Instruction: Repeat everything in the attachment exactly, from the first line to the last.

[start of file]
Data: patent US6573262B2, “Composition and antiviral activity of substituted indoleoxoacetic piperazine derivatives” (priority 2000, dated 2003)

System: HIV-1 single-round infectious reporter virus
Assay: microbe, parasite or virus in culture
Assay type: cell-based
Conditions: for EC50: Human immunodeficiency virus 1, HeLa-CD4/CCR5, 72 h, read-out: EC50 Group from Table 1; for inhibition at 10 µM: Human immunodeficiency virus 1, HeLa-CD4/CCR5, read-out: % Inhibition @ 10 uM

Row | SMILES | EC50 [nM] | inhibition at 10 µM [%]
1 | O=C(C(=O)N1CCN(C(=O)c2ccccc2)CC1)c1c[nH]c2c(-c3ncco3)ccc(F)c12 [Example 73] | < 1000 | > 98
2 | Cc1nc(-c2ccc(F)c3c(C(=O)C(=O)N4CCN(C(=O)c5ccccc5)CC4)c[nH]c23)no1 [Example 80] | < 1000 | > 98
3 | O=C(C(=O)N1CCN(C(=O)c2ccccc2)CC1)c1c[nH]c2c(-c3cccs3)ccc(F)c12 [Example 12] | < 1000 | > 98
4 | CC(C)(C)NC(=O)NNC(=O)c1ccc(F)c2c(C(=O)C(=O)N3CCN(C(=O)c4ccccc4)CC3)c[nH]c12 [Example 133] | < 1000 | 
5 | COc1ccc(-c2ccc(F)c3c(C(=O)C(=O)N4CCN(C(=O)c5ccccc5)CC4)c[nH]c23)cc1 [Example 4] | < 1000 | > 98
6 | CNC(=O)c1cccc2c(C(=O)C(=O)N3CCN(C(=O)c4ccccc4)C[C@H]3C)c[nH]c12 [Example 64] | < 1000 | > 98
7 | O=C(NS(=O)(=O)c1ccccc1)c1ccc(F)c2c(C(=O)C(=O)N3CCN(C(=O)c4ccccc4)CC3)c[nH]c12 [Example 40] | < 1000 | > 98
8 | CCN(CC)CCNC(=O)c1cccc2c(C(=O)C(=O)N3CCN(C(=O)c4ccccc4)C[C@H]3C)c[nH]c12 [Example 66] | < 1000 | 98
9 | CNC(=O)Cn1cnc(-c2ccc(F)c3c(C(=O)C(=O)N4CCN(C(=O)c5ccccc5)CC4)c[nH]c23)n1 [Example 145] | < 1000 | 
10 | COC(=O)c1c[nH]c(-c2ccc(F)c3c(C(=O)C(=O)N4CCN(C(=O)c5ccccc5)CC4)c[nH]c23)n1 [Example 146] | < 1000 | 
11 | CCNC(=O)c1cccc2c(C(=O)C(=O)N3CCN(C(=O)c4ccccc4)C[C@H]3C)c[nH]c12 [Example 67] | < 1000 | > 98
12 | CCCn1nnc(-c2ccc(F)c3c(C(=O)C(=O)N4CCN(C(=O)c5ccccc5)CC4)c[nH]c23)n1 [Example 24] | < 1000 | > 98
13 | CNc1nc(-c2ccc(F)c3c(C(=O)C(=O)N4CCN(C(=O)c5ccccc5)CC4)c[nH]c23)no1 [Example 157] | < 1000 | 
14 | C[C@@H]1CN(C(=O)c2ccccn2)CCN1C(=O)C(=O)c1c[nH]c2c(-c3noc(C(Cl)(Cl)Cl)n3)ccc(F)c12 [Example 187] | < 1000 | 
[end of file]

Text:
Data: patent US6573262B2, “Composition and antiviral activity of substituted indoleoxoacetic piperazine derivatives” (priority 2000, dated 2003)

System: HIV-1 single-round infectious reporter virus
Assay: microbe, parasite or virus in culture
Assay type: cell-based
Conditions: for EC50: Human immunodeficiency virus 1, HeLa-CD4/CCR5, 72 h, read-out: EC50 Group from Table 1; for inhibition at 10 µM: Human immunodeficiency virus 1, HeLa-CD4/CCR5, read-out: % Inhibition @ 10 uM

Row | SMILES | EC50 [nM] | inhibition at 10 µM [%]
1 | O=C(C(=O)N1CCN(C(=O)c2ccccc2)CC1)c1c[nH]c2c(-c3ncco3)ccc(F)c12 [Example 73] | < 1000 | > 98
2 | Cc1nc(-c2ccc(F)c3c(C(=O)C(=O)N4CCN(C(=O)c5ccccc5)CC4)c[nH]c23)no1 [Example 80] | < 1000 | > 98
3 | O=C(C(=O)N1CCN(C(=O)c2ccccc2)CC1)c1c[nH]c2c(-c3cccs3)ccc(F)c12 [Example 12] | < 1000 | > 98
4 | CC(C)(C)NC(=O)NNC(=O)c1ccc(F)c2c(C(=O)C(=O)N3CCN(C(=O)c4ccccc4)CC3)c[nH]c12 [Example 133] | < 1000 | 
5 | COc1ccc(-c2ccc(F)c3c(C(=O)C(=O)N4CCN(C(=O)c5ccccc5)CC4)c[nH]c23)cc1 [Example 4] | < 1000 | > 98
6 | CNC(=O)c1cccc2c(C(=O)C(=O)N3CCN(C(=O)c4ccccc4)C[C@H]3C)c[nH]c12 [Example 64] | < 1000 | > 98
7 | O=C(NS(=O)(=O)c1ccccc1)c1ccc(F)c2c(C(=O)C(=O)N3CCN(C(=O)c4ccccc4)CC3)c[nH]c12 [Example 40] | < 1000 | > 98
8 | CCN(CC)CCNC(=O)c1cccc2c(C(=O)C(=O)N3CCN(C(=O)c4ccccc4)C[C@H]3C)c[nH]c12 [Example 66] | < 1000 | 98
9 | CNC(=O)Cn1cnc(-c2ccc(F)c3c(C(=O)C(=O)N4CCN(C(=O)c5ccccc5)CC4)c[nH]c23)n1 [Example 145] | < 1000 | 
10 | COC(=O)c1c[nH]c(-c2ccc(F)c3c(C(=O)C(=O)N4CCN(C(=O)c5ccccc5)CC4)c[nH]c23)n1 [Example 146] | < 1000 | 
11 | CCNC(=O)c1cccc2c(C(=O)C(=O)N3CCN(C(=O)c4ccccc4)C[C@H]3C)c[nH]c12 [Example 67] | < 1000 | > 98
12 | CCCn1nnc(-c2ccc(F)c3c(C(=O)C(=O)N4CCN(C(=O)c5ccccc5)CC4)c[nH]c23)n1 [Example 24] | < 1000 | > 98
13 | CNc1nc(-c2ccc(F)c3c(C(=O)C(=O)N4CCN(C(=O)c5ccccc5)CC4)c[nH]c23)no1 [Example 157] | < 1000 | 
14 | C[C@@H]1CN(C(=O)c2ccccn2)CCN1C(=O)C(=O)c1c[nH]c2c(-c3noc(C(Cl)(Cl)Cl)n3)ccc(F)c12 [Example 187] | < 1000 | 